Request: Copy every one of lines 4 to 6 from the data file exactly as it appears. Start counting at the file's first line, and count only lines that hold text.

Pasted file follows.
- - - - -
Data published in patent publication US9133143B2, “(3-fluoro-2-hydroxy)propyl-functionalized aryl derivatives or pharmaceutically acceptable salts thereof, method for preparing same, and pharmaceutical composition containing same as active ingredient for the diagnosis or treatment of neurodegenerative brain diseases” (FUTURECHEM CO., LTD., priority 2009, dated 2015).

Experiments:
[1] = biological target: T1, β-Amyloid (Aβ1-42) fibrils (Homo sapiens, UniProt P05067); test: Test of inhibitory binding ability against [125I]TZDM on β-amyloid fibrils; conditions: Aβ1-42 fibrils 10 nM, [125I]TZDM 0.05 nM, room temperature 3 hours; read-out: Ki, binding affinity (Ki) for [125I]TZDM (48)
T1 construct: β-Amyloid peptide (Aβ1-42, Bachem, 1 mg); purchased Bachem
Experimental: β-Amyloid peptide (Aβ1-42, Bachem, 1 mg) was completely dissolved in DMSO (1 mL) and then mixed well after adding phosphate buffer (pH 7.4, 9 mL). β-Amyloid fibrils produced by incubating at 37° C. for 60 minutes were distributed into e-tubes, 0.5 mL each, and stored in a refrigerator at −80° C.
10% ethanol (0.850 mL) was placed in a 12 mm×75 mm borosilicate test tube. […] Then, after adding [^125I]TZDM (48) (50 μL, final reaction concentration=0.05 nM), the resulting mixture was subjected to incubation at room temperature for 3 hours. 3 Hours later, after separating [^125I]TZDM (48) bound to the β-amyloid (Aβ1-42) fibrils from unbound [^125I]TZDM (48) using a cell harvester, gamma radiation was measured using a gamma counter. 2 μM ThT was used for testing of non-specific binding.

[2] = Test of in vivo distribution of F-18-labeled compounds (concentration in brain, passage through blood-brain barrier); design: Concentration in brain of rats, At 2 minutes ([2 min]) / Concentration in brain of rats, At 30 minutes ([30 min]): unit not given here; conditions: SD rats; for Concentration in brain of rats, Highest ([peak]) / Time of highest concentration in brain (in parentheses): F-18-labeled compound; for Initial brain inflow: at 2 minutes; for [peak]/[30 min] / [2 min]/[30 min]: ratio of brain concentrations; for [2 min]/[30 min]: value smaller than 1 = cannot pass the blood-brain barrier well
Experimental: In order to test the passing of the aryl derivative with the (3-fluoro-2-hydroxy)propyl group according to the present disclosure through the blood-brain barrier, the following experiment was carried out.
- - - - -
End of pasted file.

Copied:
T1 construct: β-Amyloid peptide (Aβ1-42, Bachem, 1 mg); purchased Bachem
Experimental: β-Amyloid peptide (Aβ1-42, Bachem, 1 mg) was completely dissolved in DMSO (1 mL) and then mixed well after adding phosphate buffer (pH 7.4, 9 mL). β-Amyloid fibrils produced by incubating at 37° C. for 60 minutes were distributed into e-tubes, 0.5 mL each, and stored in a refrigerator at −80° C.
10% ethanol (0.850 mL) was placed in a 12 mm×75 mm borosilicate test tube. […] Then, after adding [^125I]TZDM (48) (50 μL, final reaction concentration=0.05 nM), the resulting mixture was subjected to incubation at room temperature for 3 hours. 3 Hours later, after separating [^125I]TZDM (48) bound to the β-amyloid (Aβ1-42) fibrils from unbound [^125I]TZDM (48) using a cell harvester, gamma radiation was measured using a gamma counter. 2 μM ThT was used for testing of non-specific binding.